Rationale: Neurosteroids are steroids synthesized within the brain with rapid effects on neuronal excitability. Allopregnanolone, allotetrahydrodeoxycorticosterone, and androstanediol are three widely explored prototype endogenous neurosteroids. They have very different targets and functions compared to conventional steroid hormones. Neuronal γ-aminobutyric acid (GABA) type A (GABA(A)) receptors are one of the prime molecular targets of neurosteroids.
Objective: This review provides a critical appraisal of recent advances in the pharmacology of endogenous neurosteroids that interact with GABA(A) receptors in the brain. Neurosteroids possess distinct, characteristic effects on the membrane potential and current conductance of the neuron, mainly via potentiation of GABA(A) receptors at low concentrations and direct activation of receptor chloride channel at higher concentrations. The GABA(A) receptor mediates two types of inhibition, now characterized as synaptic (phasic) and extrasynaptic (tonic) inhibition. Synaptic release of GABA results in the activation of low-affinity γ2-containing synaptic receptors, while high-affinity δ-containing extrasynaptic receptors are persistently activated by the ambient GABA present in the extracellular fluid. Neurosteroids are potent positive allosteric modulators of synaptic and extrasynaptic GABA(A) receptors and therefore enhance both phasic and tonic inhibition. Tonic inhibition is specifically more sensitive to neurosteroids. The resulting tonic conductance generates a form of shunting inhibition that controls neuronal network excitability, seizure susceptibility, and behavior.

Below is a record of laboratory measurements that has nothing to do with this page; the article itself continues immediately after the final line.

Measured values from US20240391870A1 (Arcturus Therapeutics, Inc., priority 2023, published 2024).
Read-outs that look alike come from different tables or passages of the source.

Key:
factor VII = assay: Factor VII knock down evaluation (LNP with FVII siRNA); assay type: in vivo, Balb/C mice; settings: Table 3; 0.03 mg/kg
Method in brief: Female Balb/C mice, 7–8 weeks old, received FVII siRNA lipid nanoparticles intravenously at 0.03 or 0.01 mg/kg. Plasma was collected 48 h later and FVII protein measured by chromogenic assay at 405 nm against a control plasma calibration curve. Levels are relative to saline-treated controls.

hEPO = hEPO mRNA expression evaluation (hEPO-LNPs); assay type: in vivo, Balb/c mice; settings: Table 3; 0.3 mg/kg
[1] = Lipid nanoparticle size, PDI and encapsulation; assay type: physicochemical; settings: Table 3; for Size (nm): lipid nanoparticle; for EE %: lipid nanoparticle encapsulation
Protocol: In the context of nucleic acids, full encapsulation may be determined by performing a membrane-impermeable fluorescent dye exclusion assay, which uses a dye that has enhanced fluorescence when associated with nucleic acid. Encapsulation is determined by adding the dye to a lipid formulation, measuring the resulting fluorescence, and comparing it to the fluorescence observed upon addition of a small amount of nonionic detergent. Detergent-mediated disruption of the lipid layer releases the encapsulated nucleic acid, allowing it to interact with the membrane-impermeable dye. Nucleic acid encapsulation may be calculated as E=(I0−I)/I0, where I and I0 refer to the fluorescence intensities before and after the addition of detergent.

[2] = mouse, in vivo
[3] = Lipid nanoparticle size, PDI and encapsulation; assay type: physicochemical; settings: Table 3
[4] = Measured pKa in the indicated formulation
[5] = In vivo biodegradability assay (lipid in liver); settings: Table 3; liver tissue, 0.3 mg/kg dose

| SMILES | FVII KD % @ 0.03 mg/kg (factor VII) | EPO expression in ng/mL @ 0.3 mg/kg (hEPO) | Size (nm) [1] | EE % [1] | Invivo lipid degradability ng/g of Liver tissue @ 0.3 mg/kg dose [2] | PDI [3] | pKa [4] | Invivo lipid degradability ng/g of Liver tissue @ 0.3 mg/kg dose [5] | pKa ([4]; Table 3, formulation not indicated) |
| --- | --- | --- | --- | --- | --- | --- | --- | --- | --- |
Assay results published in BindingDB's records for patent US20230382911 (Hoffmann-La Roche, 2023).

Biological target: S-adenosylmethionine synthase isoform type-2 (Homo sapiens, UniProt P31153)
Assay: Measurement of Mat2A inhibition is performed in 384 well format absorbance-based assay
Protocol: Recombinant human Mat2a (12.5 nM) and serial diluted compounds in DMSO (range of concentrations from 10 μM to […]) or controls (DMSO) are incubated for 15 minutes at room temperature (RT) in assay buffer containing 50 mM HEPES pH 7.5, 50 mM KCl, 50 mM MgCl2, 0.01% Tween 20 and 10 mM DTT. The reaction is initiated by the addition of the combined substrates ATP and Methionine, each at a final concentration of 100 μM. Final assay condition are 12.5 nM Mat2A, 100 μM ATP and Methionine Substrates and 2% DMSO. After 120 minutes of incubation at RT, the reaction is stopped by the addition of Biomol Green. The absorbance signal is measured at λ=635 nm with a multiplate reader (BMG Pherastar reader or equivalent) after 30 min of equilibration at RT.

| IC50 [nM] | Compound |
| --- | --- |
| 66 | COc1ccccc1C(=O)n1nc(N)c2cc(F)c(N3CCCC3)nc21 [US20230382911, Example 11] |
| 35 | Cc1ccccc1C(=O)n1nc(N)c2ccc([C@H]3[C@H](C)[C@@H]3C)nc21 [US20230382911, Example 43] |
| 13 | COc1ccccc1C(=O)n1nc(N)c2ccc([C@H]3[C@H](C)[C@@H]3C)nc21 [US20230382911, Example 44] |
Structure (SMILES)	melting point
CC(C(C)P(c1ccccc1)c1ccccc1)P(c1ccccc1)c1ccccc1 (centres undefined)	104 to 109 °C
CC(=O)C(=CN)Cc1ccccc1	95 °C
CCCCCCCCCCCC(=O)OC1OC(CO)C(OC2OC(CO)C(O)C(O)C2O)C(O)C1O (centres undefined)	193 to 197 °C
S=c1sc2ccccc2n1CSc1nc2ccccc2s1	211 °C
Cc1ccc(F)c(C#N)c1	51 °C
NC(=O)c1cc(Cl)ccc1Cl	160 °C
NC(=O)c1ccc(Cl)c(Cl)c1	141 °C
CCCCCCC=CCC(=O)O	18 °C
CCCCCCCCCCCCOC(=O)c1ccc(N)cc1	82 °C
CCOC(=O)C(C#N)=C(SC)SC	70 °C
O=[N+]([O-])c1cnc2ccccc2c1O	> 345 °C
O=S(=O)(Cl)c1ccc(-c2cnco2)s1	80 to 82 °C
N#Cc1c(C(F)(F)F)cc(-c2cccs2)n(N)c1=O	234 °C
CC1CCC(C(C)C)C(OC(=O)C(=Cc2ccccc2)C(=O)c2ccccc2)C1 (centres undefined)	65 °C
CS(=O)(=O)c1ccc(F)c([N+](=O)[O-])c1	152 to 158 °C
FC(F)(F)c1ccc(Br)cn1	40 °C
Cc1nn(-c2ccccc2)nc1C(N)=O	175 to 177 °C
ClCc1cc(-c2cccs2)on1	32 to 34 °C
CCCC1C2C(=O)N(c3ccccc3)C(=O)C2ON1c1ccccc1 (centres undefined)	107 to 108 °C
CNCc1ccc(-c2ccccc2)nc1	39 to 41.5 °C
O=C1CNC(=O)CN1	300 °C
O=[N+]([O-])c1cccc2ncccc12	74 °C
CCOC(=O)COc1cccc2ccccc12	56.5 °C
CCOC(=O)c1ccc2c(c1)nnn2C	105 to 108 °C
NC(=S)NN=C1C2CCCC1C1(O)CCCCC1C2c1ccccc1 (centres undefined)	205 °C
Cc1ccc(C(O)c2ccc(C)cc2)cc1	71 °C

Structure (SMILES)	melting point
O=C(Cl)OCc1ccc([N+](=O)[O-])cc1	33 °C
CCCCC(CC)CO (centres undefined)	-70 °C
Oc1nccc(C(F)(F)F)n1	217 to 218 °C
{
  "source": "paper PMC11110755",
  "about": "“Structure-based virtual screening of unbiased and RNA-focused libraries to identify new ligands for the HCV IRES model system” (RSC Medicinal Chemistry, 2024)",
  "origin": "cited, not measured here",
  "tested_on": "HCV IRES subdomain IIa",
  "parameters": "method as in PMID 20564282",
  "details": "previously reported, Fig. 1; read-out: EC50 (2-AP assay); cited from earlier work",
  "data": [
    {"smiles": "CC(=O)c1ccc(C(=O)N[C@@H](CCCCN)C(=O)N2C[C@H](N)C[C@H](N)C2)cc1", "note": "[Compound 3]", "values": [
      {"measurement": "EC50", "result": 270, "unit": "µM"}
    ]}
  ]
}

Conclusion: The growing understanding of the mechanisms of neurosteroid regulation of the structure and function of the synaptic and extrasynaptic GABA(A) receptors provides many opportunities to create improved therapies for sleep, anxiety, stress, epilepsy, and other neuropsychiatric conditions.